“Oakland Loves Its Sports Teams” Pep Rally
Let’s be clear about one thing. This was a pep rally. No more, no less. Rick Tittle set the tone as the emcee, talking about how teams are private entities, yet fans can make their voices heard through rallies like this. True to form, no official representatives from any teams were on hand. Tittle did his best to gin up the 200 or so people in attendance, talking up how Oakland is the only city in California with NFL, MLB, and NBA franchises. He also taunted a little, getting the crowd to respond when asking if certain other cities were “big league” (hint: one of them has the initials S.J.). Tittle finished his opening remarks by rattling off the names of numerous political and community leaders that were at the rally.
The podium was handed off to Oakland Mayor Jean Quan, who started off by giving a non-update on talks between the City and teams/leagues, not that anyone expected an update. She then talked about the “Oakland Loves Its Sports Teams” week, which will start with the Raiders’ home opener against San Diego on 9/10, a Monday Night Football game. The bookend event is the 9/14 A’s game against Baltimore, which is both the Star Wars fireworks night and an A’s blogger night set up by the team’s media relations department. Quan encouraged fans to sell out both events, which given the circumstances, should not be too difficult. During the week will be other events, including a fundraiser. Curiously, the Warriors were only mentioned in passing by Chris Dobbins and perhaps one or two other speakers, and none of the new signage (see pic above) references the W’s. This may have something to do with how the W’s preseason doesn’t start until October. Yesterday’s revelation of the team hiring an architect for their dream SF arena probably doesn’t help. Still, the W’s are the one team whose practice facility is located in downtown Oakland. You’d think there’d be more than a token mention.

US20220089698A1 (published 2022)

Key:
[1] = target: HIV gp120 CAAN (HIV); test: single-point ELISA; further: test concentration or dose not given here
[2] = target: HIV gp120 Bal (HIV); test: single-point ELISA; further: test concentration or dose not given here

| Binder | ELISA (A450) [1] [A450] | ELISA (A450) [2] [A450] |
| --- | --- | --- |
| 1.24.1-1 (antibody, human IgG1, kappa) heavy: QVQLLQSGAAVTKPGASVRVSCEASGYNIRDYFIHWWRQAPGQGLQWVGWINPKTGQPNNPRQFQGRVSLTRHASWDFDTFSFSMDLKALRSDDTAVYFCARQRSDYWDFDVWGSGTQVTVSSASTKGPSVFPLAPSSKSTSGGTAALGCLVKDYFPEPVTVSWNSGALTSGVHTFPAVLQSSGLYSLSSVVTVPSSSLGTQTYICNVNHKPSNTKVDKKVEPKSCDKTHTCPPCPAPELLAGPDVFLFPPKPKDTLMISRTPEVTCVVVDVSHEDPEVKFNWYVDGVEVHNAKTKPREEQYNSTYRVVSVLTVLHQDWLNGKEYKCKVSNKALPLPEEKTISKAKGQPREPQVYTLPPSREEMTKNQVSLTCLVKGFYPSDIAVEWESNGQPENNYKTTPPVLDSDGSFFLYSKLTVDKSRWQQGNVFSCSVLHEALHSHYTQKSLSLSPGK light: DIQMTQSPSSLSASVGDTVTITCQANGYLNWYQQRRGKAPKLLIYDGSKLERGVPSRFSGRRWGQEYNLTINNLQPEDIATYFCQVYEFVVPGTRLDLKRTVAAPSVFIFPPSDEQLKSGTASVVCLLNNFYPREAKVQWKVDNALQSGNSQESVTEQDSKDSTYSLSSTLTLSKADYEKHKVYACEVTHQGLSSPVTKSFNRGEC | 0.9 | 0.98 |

A number of others took the podium, including City Council member Rebecca Kaplan and a person from Rep. Barbara Lee’s office. Throughout the 40-minute rally, there were frequent mentions of Coliseum City and how the project can help revitalize Oakland. Strangely, I didn’t hear a peep about Howard Terminal. Now that the Port is onboard, I was surprised that Howard Terminal wasn’t discussed even a little bit. Maybe I missed something while I was tweeting during the event, but “Howard Terminal” is a phrase that would’ve gotten my attention. (Ed. – I did miss Kaplan’s Howard Terminal reference while I was tweeting.) Now that I think about it, no one from the Port was there either. In the grand scheme of things the omission doesn’t matter much, yet it remains notable. It seems as if the two efforts, such as they are, are running in parallel and there’s no effort to unite them. It sends a mixed message.
Since we’re talking about mixed messaging, I got something else from the tone of the event. On one hand, Oakland supporters talk about how devastating losing the sports teams would be, how much of an impact they make economically, civic pride, etc. At the same time the City is treating the W’s somewhat cavalierly and the A’s in a standoffish manner. It’s what a jilted lover sounds like, and it makes little sense. Don’t get me wrong, events like this and the upcoming weeklong affair are important to elevate the topic among civic discussion. There’s a feeling that this is more of the same, wake me up when you have something new.
Throughout much of the event, there was a protester on the other side of the still-fenced off Frank Ogawa Plaza who was decrying the event, yelling, “Save Oakland, Not The Raiders!” The undercurrent of protest remains, even as the City announced this event on a Friday and held it at 11 AM the following Monday. What would happen if a rally like this were held on Monday during rush hour, with Occupy protesters ready to go? I can’t imagine it’d be pretty. As much as the City keeps claiming that these new sports investments (that’s what they are) won’t require voter approval, they are kidding themselves if they think the City’s residents won’t put serious pressure to put any stadium project to a vote. That’s why this stage is so easy and positive. There are no details. No costs. No sacrifices to make. Unfortunately, the placards and pom-poms have to be put away at some point. Quan ended her remarks referring to her attendance at the recent 15-inning game saying, “It may take a while, but we’ll win in the end.” If I’m a league commissioner in a New York high-rise, I can’t think of a more confidence-inspiring message.